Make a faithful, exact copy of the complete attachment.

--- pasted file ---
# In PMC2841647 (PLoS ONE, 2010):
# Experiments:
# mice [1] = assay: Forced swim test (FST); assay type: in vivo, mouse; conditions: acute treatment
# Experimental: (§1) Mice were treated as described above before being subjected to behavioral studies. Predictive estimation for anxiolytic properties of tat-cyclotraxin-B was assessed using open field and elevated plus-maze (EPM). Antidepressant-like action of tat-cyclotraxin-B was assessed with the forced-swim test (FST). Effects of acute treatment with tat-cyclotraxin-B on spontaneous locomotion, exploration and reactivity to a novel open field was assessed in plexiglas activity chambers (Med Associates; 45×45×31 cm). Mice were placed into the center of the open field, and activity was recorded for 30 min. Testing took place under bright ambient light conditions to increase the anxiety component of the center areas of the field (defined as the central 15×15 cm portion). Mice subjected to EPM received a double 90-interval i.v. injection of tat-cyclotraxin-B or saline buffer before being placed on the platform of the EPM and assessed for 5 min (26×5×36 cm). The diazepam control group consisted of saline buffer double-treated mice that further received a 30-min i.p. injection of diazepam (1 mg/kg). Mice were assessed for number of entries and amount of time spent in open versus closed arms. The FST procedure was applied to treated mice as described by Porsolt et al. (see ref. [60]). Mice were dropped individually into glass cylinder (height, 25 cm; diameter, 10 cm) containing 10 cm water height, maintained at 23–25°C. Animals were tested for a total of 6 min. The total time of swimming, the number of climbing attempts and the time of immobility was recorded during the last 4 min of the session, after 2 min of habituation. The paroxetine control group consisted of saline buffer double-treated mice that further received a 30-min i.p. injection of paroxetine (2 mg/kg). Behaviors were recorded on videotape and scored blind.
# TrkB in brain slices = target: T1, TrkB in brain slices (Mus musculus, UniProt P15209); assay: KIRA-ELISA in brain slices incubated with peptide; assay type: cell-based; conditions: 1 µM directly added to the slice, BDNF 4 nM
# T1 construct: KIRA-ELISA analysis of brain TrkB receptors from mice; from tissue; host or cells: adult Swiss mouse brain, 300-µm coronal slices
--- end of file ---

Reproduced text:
# In PMC2841647 (PLoS ONE, 2010):
# Experiments:
# mice [1] = assay: Forced swim test (FST); assay type: in vivo, mouse; conditions: acute treatment
# Experimental: (§1) Mice were treated as described above before being subjected to behavioral studies. Predictive estimation for anxiolytic properties of tat-cyclotraxin-B was assessed using open field and elevated plus-maze (EPM). Antidepressant-like action of tat-cyclotraxin-B was assessed with the forced-swim test (FST). Effects of acute treatment with tat-cyclotraxin-B on spontaneous locomotion, exploration and reactivity to a novel open field was assessed in plexiglas activity chambers (Med Associates; 45×45×31 cm). Mice were placed into the center of the open field, and activity was recorded for 30 min. Testing took place under bright ambient light conditions to increase the anxiety component of the center areas of the field (defined as the central 15×15 cm portion). Mice subjected to EPM received a double 90-interval i.v. injection of tat-cyclotraxin-B or saline buffer before being placed on the platform of the EPM and assessed for 5 min (26×5×36 cm). The diazepam control group consisted of saline buffer double-treated mice that further received a 30-min i.p. injection of diazepam (1 mg/kg). Mice were assessed for number of entries and amount of time spent in open versus closed arms. The FST procedure was applied to treated mice as described by Porsolt et al. (see ref. [60]). Mice were dropped individually into glass cylinder (height, 25 cm; diameter, 10 cm) containing 10 cm water height, maintained at 23–25°C. Animals were tested for a total of 6 min. The total time of swimming, the number of climbing attempts and the time of immobility was recorded during the last 4 min of the session, after 2 min of habituation. The paroxetine control group consisted of saline buffer double-treated mice that further received a 30-min i.p. injection of paroxetine (2 mg/kg). Behaviors were recorded on videotape and scored blind.
# TrkB in brain slices = target: T1, TrkB in brain slices (Mus musculus, UniProt P15209); assay: KIRA-ELISA in brain slices incubated with peptide; assay type: cell-based; conditions: 1 µM directly added to the slice, BDNF 4 nM
# T1 construct: KIRA-ELISA analysis of brain TrkB receptors from mice; from tissue; host or cells: adult Swiss mouse brain, 300-µm coronal slices